He had just eight points in the victory over La Salle and missed his only three-point attempt. But he was 4-of-7 from beyond the arc against Gonzaga, when he had 16 points.

    Early missed all six of his three-point shots in the opening win against Pittsburgh, but still found a way to score 21 points.

    He also added seven rebounds in each of the Shockers' three postseason games.

4. C.J. Fair, Syracuse

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    Syracuse forward C.J. Fair had one of his best games of the season in the 74-71 loss to Marquette back on Feb. 25. He had 20 points on 8-of-11 shooting and added seven rebounds that day on the Golden Eagles' home court.

    Syracuse will need him to have a similar game to produce a different outcome against Marquette on Saturday.

    The 6'8" Fair is the team's top scorer (14.4 points per game), top rebounder (7.0 boards per game) and best three-point shooter (48.3 percent).

    He has scored in double figures in all three tournament games while averaging 14.0 points in the postseason.

    Fair took a back seat to teammate Michael Carter-Williams against Indiana in terms of scoring, collecting just 11 points. However, Fair added eight rebounds, two blocks and a steal as one of the linchpins of the Syracuse zone defense that shut down Indiana's potent attack.

3. Deshaun Thomas, Ohio State

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    Ohio State's Deshaun Thomas is a scorer, and the Buckeyes desperately need him to put up points to get past Wichita State. 

    Thomas averages 19.7 points, but only one other player on the team averages double figures—Aaron Craft, who is only putting up 10.1 points per game.

    The Indiana native has been outstanding in the postseason, scoring at least 20 points in each game, averaging 22.0 points and hitting 8-of-13 three-point shots.

    Thomas is a 6'7" power forward who does most of his damage from the perimeter, making him a tough matchup for most teams. 

    If he doesn't score close to 20 points, Ohio State probably can't win. But he has been remarkably consistent this season. Thomas has scored in double figures in all 36 games during the 2012-13 campaign and has contributed at least 14 points in all but one game.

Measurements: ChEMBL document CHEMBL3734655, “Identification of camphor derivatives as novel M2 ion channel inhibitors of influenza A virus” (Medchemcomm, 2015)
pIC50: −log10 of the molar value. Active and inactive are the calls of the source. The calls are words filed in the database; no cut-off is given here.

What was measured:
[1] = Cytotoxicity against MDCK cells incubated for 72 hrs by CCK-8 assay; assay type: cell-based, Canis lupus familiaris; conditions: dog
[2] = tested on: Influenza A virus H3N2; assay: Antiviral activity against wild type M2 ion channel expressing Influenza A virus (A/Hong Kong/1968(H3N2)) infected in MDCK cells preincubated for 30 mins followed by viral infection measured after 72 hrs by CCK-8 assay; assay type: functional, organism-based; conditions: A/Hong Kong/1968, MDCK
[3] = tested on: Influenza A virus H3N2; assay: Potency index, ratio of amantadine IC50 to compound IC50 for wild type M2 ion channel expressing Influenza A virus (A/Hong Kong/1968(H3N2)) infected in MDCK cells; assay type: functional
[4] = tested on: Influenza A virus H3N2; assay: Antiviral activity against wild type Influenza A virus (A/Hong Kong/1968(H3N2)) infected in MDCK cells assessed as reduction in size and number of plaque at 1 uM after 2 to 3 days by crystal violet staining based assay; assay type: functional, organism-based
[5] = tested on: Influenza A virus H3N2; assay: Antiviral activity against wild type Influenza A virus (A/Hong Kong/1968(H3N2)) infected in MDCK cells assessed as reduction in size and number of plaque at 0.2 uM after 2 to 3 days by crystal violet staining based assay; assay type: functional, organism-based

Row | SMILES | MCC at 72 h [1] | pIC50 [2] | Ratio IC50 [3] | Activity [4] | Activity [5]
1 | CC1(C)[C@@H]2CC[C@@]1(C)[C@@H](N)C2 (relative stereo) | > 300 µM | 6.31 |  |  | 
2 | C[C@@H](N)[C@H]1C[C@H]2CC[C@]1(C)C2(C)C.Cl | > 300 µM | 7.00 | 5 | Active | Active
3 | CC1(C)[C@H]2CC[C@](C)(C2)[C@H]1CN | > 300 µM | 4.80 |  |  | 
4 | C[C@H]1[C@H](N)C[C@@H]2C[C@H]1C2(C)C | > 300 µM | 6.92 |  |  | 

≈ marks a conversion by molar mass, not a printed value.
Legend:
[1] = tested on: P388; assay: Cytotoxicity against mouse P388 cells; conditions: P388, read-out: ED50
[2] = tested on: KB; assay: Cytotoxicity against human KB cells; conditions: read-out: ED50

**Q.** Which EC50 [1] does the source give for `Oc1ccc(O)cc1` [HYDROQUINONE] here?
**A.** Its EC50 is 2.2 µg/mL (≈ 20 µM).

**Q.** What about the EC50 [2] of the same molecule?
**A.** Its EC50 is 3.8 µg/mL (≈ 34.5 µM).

2. Michael Carter-Williams, Syracuse

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    Point guard Michael Carter-Williams had the best game of his career in Syracuse's biggest win of the season on Thursday. 

    He had a career-high 24 points to go along with six rebounds, four steals and just two turnovers in the Orange's 61-50 victory over No. 1-seeded Indiana.

    The most significant aspect of his performance was his outside shooting. He is just a 29.3-percent three-point shooter and was 5-of-24 (20.8 percent) from beyond the arc in his previous 14 games. But he went 3-of-5 from long range against the Hoosiers and every one seemed like a backbreaker.

    He also drove to the basket effectively, even though Indiana's Victor Oladipo, the Big Ten Defensive Player of the Year, was guarding him for much of the game.

    Typically more of a playmaker than a scorer, Carter-Williams had just one assist against Indiana after totaling 12 in the first two games. But his scoring was a major reason Syracuse not only beat Indiana, but dominated the Hoosiers.

    If he is as productive against Marquette, the Orange have a good shot to advance to the Final Four.

    The versatile 6'6" point guard is averaging 13.3 points, 5.3 rebounds and 4.3 assists in the three tournament games.

    Carter-Williams had 14 points and five assists in Syracuse's 74-71 loss to Marquette on Feb. 25.

1. Vander Blue, Marquette

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    Guard Vander Blue is Marquette's unquestioned star, and he has been outstanding in the postseason.

    However, he has struggled against Syracuse's trademark zone defense in the past.

    He scored just six points on 2-of-7 shooting in the Golden Eagles' 74-71 victory over Syracuse on Feb. 25. Last year, he scored nine points in a seven-point Syracuse win. Two years ago as a freshman, Blue totaled two points in two games against the Orange.

    Blue needs to solve Syracuse's zone on Saturday and continue to put up big numbers. He's averaging 19.7 points in the Golden Eagles' three NCAA tournament games and has added a perimeter threat. Known mostly as a slasher, Blue made just 29.3 percent of his three-pointers during the regular season. But he is 5-of-10 from long range in the postseason. 

    He hit a big three-pointer in the closing moments of the victory over Butler, and his layup with one second left was the game-winning shot against Davidson.

    No one has provided more clutch shots in the postseason than Blue, who also has seven steals in the NCAA tournament.